These often require additional external components for satisfactory performance. Say for an example, external resistors are required for controlling the voltage gain and frequency response of an op-amp. In the linear circuits, the output electrical signals vary proportional to the input signals applied or the physical quantities. Linear circuits are also called analog circuits.

OP-AMP IC’s are classified into two groups: general purpose and special purpose IC’s.

General-purpose OP-AMPs can be used in applications like integrator, differentiator, summing amplifier etc. One such widely used IC of OP-AMP is the 741 or 351.

Special purpose OP-AMP IC’s are used only in applications that they are specially designed for. For example, the LM380 OP-AMP can be used only for audio power applications.

Development of integrated circuits

Development of linear IC’s took place in the early 1960s, when arrays were first fabricated on single silicon chip. Arrays are the combination of isolated components such as diodes and transistors or individual stages such as differential amplifiers. Use of arrays helped in minimizing the temperature drift issue in discrete transistor and diode circuit. Because of arrays, the size of discrete electronic circuits also reduced significantly.

In 1963, Fairchild Semiconductor introduced the first IC op-amp, the mA702. This set to stage for development of another op-amp IC’s. The drawbacks of mA702 IC were: unequal supply voltages, such as +Vcc = +12V and –VEE = -6V, relatively low resistance(approx. 40kW), and low voltage gain( 3600V/V).

After this other generations of IC’s were designed and manufactured with updated technologies being incorporated. Some of the version are – mA709(by Fairchild in 1965. It is also regarded as first-generation OP-AMP), mA741 (second-generation OP-AMP). Other examples of second-generation OP-AMP are LM101, LM307, mA748, and MC1558.

IC 741

IC 741 is a monolithic OP-AMP IC. It is a general purpose operation amplifier. The number 741 indicates that the operational amplifier has 7 functional pins, 4 input pins, and an output pin. It has high voltage gain. They can be used in wide range of applications like integrators, summing amplifier and general feedback applications. The 741 also has short circuit protection and internal frequency compensation circuits built in it. IC 741 comes in the following form:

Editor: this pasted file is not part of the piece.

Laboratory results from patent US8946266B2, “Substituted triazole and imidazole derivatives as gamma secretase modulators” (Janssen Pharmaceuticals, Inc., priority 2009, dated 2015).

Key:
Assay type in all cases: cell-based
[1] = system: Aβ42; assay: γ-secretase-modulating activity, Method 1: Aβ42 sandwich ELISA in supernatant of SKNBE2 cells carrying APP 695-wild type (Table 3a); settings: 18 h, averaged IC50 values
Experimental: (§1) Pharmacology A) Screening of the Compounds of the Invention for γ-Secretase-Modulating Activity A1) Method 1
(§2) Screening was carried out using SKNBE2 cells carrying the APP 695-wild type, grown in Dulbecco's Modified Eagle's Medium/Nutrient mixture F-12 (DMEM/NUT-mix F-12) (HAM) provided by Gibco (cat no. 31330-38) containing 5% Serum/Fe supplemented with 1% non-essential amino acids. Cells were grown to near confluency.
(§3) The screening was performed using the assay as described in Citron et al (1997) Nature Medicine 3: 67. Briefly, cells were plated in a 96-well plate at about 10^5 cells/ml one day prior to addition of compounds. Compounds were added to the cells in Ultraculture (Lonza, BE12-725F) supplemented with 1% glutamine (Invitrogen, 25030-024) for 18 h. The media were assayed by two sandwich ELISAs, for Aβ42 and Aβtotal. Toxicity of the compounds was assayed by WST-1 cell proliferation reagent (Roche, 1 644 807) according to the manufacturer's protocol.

IC 741 Package
  1. Flat pack
  2. The metal can or transistor pack(TO5-8 Metal can package)
  3. The dual-in-line package (DIP)
  4. 8 Pin SOIC

Selection of IC Package

The selection of an IC package depends on the application.

If the IC is used in experimental or breadboarding purpose, the DIP package serves the best because of it is easy to mount. During mounting, it does not require bending or soldering of the leads. They are also suited for mounting in PCBs (printed circuit boards) because they have good led construction and good space between the leads. Ceramic DIP is expensive than the plastic DIP, but ceramic DIP dissipates more heat.

The flat pack IC is more reliable and lighter as compared to the DIP. It is therefore suited for airborne applications.

The metal can is best suited when the application is such that the IC is to be operated at relatively high power and is expected to dissipate considerable heat.

Pinout diagram of IC 741 Op Amp & their Functions

Pin Diagram of IC 741 in DIP-8 Package is shown in the below figure.

Pin Diagram of IC 741 in DIP-8 Package

Pin Diagram of IC 741 in TO5-8 Package is shown in the below figure.

Pin Diagram of IC 741 in TO5-8 Package

Pin Description of IC 741

The pin description of IC 741 is as follows.

Pin 4 & Pin 7: Power Supply

Pin 7 is the positive power supply terminal. Pin 4 is the negative power supply terminal. The voltage between these two pin will be between 5V and 18V. Usually the supply at +VCC is +15V and that at –VEe is -15V. These power supply voltages must be with referenced to a common point or ground.